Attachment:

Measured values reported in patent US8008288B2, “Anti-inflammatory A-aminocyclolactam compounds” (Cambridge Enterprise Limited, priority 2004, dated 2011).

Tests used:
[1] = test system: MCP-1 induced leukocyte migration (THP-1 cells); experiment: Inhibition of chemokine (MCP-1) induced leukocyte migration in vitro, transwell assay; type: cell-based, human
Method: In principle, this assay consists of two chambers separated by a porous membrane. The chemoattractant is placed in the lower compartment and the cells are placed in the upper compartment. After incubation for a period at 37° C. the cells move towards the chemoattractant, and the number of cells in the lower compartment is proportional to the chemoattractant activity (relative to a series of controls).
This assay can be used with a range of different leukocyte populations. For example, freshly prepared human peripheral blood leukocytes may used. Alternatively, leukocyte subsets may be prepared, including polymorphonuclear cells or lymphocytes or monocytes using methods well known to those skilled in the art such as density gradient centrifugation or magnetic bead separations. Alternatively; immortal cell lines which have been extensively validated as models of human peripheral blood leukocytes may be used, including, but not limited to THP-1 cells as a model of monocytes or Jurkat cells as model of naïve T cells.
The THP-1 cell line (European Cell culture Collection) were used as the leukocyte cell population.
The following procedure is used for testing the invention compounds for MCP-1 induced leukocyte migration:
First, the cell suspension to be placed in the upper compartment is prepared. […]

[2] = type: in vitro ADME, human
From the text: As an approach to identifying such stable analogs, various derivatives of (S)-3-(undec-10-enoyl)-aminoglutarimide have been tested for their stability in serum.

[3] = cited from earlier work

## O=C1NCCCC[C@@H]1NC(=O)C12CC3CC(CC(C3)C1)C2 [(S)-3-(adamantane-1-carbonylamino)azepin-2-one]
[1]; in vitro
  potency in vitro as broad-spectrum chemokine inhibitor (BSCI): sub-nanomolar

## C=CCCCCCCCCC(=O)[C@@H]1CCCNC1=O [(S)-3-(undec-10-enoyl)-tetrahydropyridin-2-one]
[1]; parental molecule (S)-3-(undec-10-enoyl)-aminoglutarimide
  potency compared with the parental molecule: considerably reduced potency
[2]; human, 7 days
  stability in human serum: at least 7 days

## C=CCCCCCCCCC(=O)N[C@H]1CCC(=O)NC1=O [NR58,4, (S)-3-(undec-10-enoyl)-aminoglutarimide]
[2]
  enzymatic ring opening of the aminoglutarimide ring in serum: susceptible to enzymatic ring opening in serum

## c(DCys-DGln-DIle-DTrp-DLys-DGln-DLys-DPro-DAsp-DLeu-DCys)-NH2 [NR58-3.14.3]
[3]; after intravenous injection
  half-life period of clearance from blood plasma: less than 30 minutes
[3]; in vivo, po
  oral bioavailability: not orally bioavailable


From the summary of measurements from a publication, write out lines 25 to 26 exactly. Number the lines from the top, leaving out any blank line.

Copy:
  half-life period of clearance from blood plasma: less than 30 minutes
[3]; in vivo, po